Suggested Further Reading

Look Now, Pay Later: The Rise of Network Broadcasting by Laurence Bergreen

Radio Voices: American Broadcasting 1922-1952 by Michele Hilmes

Say Goodnight, Gracie: The Last Years of Network Radio by Jim Cox

Wednesday, July 8, 2009

Another On The Media, Another Week Without Michael Jackson Analysis

When I last week lamented the lack of Michael Jackson coverage on WNYC's On The Media, I said near the end of my posting, "I guess I have next week's episode to look forward to for what will likely be insightful analysis of the Jackson coverage." Wrong! This week, OTM featured pieces from the archive about longstanding media myths and how they propagate, including the Cuban Missile Crisis, Rosa Parks and Kitty Genovese. It was great stuff, but not what I wanted to hear and nowhere near being topical at a time that cried out for topicality--and probably not something that would have happened were OTM a commercial production. I'm guessing the OTM folks were off for the Fourth of July holiday last week, but how long will the world have to wait for brilliant OTM treatment of the Michael Jackson coverage?

Monday, July 6, 2009

Seattle's KOMO Radio Goes Old School . . . REALLY Old School


Seattle radio station KOMO Newsradio AM 1000 went old school—really old school—for the better part of 24 hours just before the Fourth of July holiday. After going off the air just after midnight the morning of Friday, July 3 following an electrical fire in Fisher Plaza (the building that houses their studios), KOMO-AM came back on just after 2:00 am from an improvised studio located beneath the KOMO TV transmitter atop Seattle’s Queen Anne Hill.

It made for interesting microdrama, and absolutely fascinating local radio. I’d randomly tuned to KOMO a little before midnight while driving to drop off some DVDs that were due at my neighborhood video store at the Witching Hour. As I mindlessly scanned through the presets on my car radio, I stopped on 1000 AM, where KOMO Radio news anchor Art Sanders was on and sounding a little distressed, as he spoke via cellphone (that had been ingeniously patched into the board before Sanders and news editor Ryan Harris were, along with everyone else on KOMO’s TV side, evacuated from the building). As I drove, I heard Sanders and Harris explain why they were broadcasting from outside the KOMO building, and also give extemporaneous updates on other national and international stories they were following. Every few minutes, Sanders and Harris made references to being on “battery power” that might run out at any moment. For a radio nut like myself, it was compelling. I rushed home and began recording the KOMO signal with a Zoom H-4 Recorder, and ended up doing so for the next day or so.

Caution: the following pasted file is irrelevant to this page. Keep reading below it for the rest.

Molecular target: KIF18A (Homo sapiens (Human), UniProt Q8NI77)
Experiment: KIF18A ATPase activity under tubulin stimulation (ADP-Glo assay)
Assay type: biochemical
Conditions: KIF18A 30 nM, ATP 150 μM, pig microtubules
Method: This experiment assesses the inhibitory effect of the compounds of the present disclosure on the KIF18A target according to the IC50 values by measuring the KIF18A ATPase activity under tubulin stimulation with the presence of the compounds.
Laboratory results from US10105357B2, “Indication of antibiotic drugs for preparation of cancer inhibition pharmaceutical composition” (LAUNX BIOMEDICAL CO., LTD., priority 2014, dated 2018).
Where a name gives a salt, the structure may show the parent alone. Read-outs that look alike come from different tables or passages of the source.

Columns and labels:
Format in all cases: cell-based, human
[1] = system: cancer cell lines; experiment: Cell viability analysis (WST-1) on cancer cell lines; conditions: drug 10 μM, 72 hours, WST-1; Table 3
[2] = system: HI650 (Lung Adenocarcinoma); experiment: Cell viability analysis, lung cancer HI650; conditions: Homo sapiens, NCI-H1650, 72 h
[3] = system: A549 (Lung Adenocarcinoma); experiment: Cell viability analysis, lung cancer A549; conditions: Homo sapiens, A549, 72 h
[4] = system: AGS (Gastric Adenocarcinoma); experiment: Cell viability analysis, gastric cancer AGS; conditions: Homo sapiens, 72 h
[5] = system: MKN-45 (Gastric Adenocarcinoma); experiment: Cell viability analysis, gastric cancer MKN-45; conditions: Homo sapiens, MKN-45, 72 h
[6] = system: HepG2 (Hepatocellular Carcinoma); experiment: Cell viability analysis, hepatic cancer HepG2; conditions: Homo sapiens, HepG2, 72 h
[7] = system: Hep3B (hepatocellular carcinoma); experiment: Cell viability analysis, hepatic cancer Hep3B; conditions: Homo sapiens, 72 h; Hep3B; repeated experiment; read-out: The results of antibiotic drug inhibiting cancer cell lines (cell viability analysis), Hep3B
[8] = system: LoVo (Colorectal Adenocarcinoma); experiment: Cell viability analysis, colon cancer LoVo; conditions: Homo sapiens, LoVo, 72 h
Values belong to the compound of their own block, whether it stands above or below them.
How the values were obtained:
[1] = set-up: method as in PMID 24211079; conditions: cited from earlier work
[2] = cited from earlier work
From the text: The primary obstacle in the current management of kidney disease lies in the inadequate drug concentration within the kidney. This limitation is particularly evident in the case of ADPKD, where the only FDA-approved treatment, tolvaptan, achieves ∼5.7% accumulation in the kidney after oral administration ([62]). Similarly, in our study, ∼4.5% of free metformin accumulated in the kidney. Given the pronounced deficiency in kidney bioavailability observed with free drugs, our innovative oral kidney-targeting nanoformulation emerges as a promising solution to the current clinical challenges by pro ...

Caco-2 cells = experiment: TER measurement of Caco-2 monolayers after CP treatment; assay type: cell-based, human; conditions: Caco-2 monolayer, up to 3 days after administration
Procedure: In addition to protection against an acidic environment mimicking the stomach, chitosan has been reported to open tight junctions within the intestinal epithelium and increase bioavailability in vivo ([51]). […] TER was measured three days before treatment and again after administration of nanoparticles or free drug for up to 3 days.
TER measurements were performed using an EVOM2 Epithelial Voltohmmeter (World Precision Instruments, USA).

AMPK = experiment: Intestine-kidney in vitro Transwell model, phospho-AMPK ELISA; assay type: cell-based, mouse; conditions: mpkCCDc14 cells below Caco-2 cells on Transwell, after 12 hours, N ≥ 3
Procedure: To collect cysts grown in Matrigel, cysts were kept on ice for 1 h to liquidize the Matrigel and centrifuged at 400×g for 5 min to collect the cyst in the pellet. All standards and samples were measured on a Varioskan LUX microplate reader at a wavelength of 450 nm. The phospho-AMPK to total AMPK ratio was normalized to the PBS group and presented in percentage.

At about 20 minutes past midnight, the batteries on Sanders’ cell phone apparently gave out, and KOMO was reduced to static. Click here to listen to the last 18 minutes or so before KOMO signed off. When broadcasting resumed around 2:13 am, news anchor Gary Burleigh had taken over, and brought listeners (if there were any listeners—I personally heard the recording many hours later) up to date. By this time, KOMO engineers had rigged a simple studio in the circa 1953 TV transmitter building at North Galer Street and Warren Avenue North, near the old Queen Anne High School (about a mile from Fisher Plaza). Joining Burleigh were editor Ryan Harris (still on duty) and traffic reporter Deanna Joy. Click here to listen to the first 18 minutes or so after KOMO signed back on.